New digs in Bayside

Austin Street Brewing has relocated its main brewery and opened a tasting room on Fox Street in Portland. The brewery, founded by Jake Austin in his Westbrook home, moved to Industrial Way, the hub of Portland’s craft brew scene, in 2014. The relocation to East Bayside allowed the company to expand its brewing capacity from a 10-barrel beer system to a 160-barrel system. It maintains a tasting room on Industrial Way, according to its website.

Grand tasting! Pie parade!

Tickets for the fourth annual Grand Tasting at the Chef Summit at Sunday River are on sale, an event the organizers tout as “The Foodie Event of the Year.” Eleven chefs from Maine (plus one from New Hampshire), will prepare the food and drink for the event, which is scheduled for Feb. 2 from 6 to 9 p.m. Their numbers include Harding Smith (Front Room, Grill Room, Corner Room, Portland), Mike Wiley (Eventide Oyster Co., Hugo’s, Honey Paw; Portland), Kerry Altiero (Cafe Miranda, Rockland), Sara Jenkins (Nina June, Rockport) and Justin Walker (Walkers Maine, Cape Neddick). Tickets cost $75, and the event will be held at the Jordan Hotel.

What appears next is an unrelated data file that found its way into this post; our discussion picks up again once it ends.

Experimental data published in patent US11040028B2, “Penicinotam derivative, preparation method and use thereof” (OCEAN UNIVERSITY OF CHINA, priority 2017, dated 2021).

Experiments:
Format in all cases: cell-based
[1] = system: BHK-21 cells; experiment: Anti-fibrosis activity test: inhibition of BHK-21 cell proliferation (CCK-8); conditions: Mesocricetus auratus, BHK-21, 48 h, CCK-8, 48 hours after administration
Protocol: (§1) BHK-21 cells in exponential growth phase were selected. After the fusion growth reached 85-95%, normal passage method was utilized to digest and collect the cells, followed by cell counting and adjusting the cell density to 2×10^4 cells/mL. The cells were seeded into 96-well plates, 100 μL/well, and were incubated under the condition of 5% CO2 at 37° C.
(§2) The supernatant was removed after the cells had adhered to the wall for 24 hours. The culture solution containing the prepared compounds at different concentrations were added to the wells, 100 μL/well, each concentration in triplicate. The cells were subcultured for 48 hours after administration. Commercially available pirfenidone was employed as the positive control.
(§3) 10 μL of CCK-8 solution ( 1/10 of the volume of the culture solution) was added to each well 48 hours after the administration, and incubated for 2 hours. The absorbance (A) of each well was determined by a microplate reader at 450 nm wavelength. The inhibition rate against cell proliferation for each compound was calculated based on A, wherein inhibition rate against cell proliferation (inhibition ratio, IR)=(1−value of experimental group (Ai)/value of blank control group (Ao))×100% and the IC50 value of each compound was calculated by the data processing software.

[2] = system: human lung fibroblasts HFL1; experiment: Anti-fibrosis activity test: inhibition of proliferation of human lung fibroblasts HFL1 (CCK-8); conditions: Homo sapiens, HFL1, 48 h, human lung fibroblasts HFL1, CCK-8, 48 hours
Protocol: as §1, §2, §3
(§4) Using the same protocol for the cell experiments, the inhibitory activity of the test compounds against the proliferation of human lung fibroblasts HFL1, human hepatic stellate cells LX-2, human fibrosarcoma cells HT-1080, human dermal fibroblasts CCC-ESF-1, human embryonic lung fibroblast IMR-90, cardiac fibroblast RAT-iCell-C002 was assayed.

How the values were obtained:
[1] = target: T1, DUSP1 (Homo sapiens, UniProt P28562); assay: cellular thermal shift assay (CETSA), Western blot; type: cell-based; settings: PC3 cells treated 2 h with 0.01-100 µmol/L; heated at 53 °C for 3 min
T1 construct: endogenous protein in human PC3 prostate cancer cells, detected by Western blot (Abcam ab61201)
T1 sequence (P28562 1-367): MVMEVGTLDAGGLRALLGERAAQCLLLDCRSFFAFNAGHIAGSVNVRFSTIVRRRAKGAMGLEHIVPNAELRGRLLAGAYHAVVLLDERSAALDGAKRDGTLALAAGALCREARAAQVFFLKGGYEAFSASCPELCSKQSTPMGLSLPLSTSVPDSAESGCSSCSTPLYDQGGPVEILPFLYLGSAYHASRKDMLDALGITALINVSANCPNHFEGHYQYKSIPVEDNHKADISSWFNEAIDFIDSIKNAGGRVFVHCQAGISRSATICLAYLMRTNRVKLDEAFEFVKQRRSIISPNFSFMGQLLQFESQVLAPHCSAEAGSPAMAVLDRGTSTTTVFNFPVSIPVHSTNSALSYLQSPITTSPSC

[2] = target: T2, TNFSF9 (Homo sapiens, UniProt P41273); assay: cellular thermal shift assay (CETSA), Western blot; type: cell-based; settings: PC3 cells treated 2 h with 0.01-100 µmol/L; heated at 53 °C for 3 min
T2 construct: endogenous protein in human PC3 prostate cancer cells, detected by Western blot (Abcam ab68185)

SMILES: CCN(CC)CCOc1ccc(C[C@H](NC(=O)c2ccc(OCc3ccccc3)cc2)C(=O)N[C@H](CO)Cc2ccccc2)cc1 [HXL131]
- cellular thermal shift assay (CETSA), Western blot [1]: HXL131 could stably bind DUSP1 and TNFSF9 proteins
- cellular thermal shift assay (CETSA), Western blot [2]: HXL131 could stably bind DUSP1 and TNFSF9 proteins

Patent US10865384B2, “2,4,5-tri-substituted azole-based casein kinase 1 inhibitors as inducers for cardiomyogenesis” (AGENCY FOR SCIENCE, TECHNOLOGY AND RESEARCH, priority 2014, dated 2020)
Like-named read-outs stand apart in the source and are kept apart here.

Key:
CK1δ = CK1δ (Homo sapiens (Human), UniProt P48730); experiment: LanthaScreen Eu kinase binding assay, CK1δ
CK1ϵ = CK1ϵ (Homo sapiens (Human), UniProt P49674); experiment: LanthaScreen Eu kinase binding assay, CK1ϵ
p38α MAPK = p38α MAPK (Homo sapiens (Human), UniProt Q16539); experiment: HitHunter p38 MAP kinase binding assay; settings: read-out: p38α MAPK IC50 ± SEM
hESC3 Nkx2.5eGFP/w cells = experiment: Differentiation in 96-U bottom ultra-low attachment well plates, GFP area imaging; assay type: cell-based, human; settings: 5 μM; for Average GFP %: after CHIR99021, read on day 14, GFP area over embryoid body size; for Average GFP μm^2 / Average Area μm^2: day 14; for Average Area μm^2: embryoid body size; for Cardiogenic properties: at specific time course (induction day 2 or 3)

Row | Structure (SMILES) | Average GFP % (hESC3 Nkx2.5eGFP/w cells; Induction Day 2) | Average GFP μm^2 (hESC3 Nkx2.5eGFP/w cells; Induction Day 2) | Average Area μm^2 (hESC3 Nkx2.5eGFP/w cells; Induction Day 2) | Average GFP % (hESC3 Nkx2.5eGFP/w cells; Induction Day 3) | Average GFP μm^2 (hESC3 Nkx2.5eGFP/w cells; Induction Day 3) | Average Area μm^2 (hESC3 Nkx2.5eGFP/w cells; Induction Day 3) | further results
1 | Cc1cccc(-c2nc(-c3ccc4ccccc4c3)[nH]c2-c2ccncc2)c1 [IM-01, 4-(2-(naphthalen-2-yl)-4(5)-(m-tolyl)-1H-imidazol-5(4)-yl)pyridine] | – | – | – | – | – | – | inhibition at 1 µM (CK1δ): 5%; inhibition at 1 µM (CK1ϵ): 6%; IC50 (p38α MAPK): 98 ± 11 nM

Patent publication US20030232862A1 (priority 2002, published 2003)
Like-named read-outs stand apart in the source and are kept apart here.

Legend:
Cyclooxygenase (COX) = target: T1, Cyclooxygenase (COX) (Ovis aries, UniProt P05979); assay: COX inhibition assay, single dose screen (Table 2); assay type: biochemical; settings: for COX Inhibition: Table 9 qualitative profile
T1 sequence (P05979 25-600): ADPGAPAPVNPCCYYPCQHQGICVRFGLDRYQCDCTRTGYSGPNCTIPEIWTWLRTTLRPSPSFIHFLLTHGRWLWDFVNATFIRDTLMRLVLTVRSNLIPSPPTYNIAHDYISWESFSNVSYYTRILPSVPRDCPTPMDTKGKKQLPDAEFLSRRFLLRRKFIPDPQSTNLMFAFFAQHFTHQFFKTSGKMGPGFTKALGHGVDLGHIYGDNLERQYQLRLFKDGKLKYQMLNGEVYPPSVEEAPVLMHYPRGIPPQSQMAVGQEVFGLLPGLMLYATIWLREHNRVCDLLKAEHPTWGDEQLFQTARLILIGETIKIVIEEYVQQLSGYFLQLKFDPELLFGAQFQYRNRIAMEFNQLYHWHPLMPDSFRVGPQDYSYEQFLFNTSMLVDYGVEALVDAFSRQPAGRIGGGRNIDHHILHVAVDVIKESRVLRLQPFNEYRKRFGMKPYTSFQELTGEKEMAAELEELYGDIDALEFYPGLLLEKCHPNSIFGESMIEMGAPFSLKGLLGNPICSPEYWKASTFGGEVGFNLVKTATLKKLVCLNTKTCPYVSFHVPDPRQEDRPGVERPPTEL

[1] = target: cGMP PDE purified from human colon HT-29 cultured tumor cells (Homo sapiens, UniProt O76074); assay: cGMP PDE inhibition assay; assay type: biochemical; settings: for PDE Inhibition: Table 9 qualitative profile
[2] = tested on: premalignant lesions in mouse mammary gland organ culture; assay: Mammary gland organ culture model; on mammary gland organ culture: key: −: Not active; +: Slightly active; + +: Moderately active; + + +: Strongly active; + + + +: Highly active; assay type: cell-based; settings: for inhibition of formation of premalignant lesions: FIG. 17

And, no disrespect intended to the many excellent chefs at Chefs Summit, but for the event we ourselves might call “The Maine Foodie Event of the Year”… Rockland and Camden are scheduled to hold their 15th annual Pies on Parade celebration on Jan. 27. (I mean, come on – chichi Tasting vs. Parading Pies. No contest.) The parade, from 1 to 4 p.m. in Rockland, culminates a weekend of events, including a Pie Gala in Rockland and a Pie Scavenger Hunt in Camden. OK, so the pies don’t actually parade – instead festivalgoers walk or ride a trolley from restaurants to inns to other businesses sampling more than 50 different pies; “walking between venues helps to burn calories,” the organizers say. Still, all the money raised from the weekend of events goes to Area Interfaith Outreach Food Pantry, which helps midcoast families. Buy tickets at piesonparade.com or call 596-6611.